No matter how much you want to declare the sky green, it's not going to change color. If I buy a DVD, I bought a DVD -- I didn't license it. It looks like a sale, it smells like a sale, it tastes like a sale. If they want to license the DVD, there should be a contract that has to be signed and counter signed. But to keep extending your logic, why don't we do everything as "licensing": no resale on any items, as it screws up my business model. No e-bay. Since people criticizing my product hurts my ability to make money, I should be able to insist on no bad reviews in my license. Although we don't have the technology to monitor people stealing my songs -- infringing my rights -- by singing songs in the shower, it should be fairly easy to track what's being played on the radio and sending a bill for enjoying my music.

Alan -

<i>If I buy a DVD, I bought a DVD -- I didn't license it.</i><p>No matter how many times you say that it is not true. You buy a license to the use of the work according to the terms set out. You may not like that. But you may also not like that you were not born King of the Universe either. If you were buying the work expect to pay the cost of production which, for a DVD, would be in the millions. You didn't. You paid jack squat. And you want to control every aspect of it for your jack squat.

David Janes -

That's a weirdly negative view of the world Al: the laws are what we make them. Sellers of DVDs may wish that they were "King of the Universe", but that doesn't make them that either.

Ben (The Tiger) -

1. I think apologizing for the past is dumb.

That said, the residential schools issue may be the exception that proves the rule. (Gov't misbehaviour so bad that other considerations fall by the wayside.)

2. Friday the 13th is dangerous stuff. We lost Tim Russert.

3. Re DVDs and licensing and all that. I take a passive-aggressive approach. Sure, do what you want with regions and all that. But be warned that if you make it complicated and messy to find DVDs in the right region (so where am I going to find that Region 1 version of "Statskii Sovietnik" in Russian?), I will tend towards trying to flout the law and break copy protection and do all that fun stuff.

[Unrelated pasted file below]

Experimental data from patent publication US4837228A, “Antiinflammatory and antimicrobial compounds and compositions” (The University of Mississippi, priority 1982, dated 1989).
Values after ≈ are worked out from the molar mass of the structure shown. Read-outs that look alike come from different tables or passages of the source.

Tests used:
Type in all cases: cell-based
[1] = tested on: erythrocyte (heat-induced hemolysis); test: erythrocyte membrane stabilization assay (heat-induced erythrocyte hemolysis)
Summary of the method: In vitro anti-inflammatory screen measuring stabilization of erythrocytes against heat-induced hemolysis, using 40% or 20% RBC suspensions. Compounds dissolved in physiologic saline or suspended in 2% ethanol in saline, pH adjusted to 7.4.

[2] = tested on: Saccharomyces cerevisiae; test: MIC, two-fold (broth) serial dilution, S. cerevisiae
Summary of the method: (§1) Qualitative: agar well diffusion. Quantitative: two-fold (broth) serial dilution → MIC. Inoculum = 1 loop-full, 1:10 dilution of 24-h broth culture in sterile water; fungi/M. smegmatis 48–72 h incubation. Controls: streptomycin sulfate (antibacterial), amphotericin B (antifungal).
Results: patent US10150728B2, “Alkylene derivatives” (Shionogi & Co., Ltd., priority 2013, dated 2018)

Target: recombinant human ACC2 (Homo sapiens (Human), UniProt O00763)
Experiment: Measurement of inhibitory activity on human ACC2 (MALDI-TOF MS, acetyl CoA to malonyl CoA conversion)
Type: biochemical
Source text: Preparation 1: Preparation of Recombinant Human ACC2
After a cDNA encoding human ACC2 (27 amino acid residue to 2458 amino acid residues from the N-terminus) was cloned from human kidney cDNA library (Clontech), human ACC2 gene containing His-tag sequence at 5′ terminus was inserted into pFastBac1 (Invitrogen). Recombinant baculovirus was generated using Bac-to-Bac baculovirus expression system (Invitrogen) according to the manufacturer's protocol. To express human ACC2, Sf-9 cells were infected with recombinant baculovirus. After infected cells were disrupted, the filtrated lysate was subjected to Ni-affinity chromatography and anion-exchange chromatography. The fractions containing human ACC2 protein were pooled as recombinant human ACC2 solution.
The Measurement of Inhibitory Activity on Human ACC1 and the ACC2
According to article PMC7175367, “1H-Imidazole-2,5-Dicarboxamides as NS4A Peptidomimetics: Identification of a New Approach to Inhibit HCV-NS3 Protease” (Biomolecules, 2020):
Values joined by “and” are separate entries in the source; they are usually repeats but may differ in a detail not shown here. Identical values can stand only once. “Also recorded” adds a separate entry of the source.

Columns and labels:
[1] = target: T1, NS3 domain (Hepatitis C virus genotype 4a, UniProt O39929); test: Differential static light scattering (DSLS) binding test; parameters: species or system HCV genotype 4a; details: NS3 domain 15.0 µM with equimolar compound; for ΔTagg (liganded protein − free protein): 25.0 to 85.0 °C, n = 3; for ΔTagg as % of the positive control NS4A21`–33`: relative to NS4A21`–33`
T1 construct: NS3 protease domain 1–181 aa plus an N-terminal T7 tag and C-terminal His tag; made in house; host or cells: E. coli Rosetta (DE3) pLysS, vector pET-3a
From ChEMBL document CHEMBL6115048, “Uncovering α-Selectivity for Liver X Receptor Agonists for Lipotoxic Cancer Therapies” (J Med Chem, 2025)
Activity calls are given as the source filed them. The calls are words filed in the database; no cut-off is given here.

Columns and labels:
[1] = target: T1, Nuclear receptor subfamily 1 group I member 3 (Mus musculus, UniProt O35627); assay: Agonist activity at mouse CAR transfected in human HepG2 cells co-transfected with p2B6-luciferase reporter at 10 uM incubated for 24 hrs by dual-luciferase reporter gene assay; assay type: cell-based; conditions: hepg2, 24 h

4. Obviously the debate within the cabinet over when to apologize for the residential schools shows that it isn't Harper and his team of trained seals. It's a body that takes seriously the principle of ministerial responsibility and cabinet solidarity. (Which are -- we are finding -- not necessarily principles we enjoy watching be kept to the letter.)

Jay Currie -

I always love the argument that you are not "buying" a CD or DVD, rather you are buying a licence to, under certain terms and conditions, make limited use of the 1s and 0s it contains. So there is no actual ownership of the work on the CD. This makes perfectly good sense to lawyers and almost no one else on the planet. Which is why intellectual property is such fun.

Can you resell the dvd? Can you rent out the DVD? Can you lend your buddy the DVD? Better check the licence and recognize that the terms of that licence often include a term which allows those terms to be changed in future. Which is all fair ball to copyright lawyers.

Here's the problem: copyright law was perfected in an era when it was damned hard to copy stuff. Now, simply to play the DVD, your computer/dvd player has to copy a bunch of 1s and 0s. And, realistically, if it can copy them then the average techie will be able to too.

So now we are going to make that sort of tinkering illegal and, indeed, make the importation of the tools required to do this, illegal.

Which is conceptually rather elegant but practically impossible. These are digital tools. They propogate over the net and on thumb drives. What this silly bill is going to do is make this an underground trade and we know how well that works.

While I would like to see genuine protection for artistic creators, swallowing the DMCA whole with a dash of made in Canada mandatory ISP policing, is not going to do it. Instead it is simply a craven grovel in the direction of the dying American music industry and the ever lamer Hollywood movie biz.

Worse, by protecting these dinosaurs the CPC is simply postponing the day that these rusty relics are force to actually deal with the pricing and structural issues which they are trying to avoid by cowering behind an ever higher copyright wall.

Alan -

<i>I will tend towards trying to flout the law and break copy protection and do all that fun stuff...</i><p>Ben is at least honest and knows he is flouting the law. The idea that "the laws are what we make them" is what got Conrad Black hoosegowed. Sadly, Jay's conclusion "there is no actual ownership of the work on the CD" is the equivilant of playing catch with someone but forgetting that the ball has been thrown to you once it is in your glove. The owner is the creator of the work. You know it. You can't bear it. regardless, you get a use of it and that is it. <p>Shoplifting will continue, too, as will drunk driving. They will be against the law and those who are caught have no moral upper hand just because they fail to grasp the balanced relationships within society which some call dinosauriffic. It's all so sophomoric - "I should have what I have not earned but, because I really really want it, it must be mine!"

David Janes -

Do you think the little people, the non-lawyer class, should have a _little_ say in what we think the laws should be. Or should we just sit back in slack-jawed amazement of how good a job the professionals are doing running the joint?

Can I sing songs in the shower with a clear conscious?

Alan -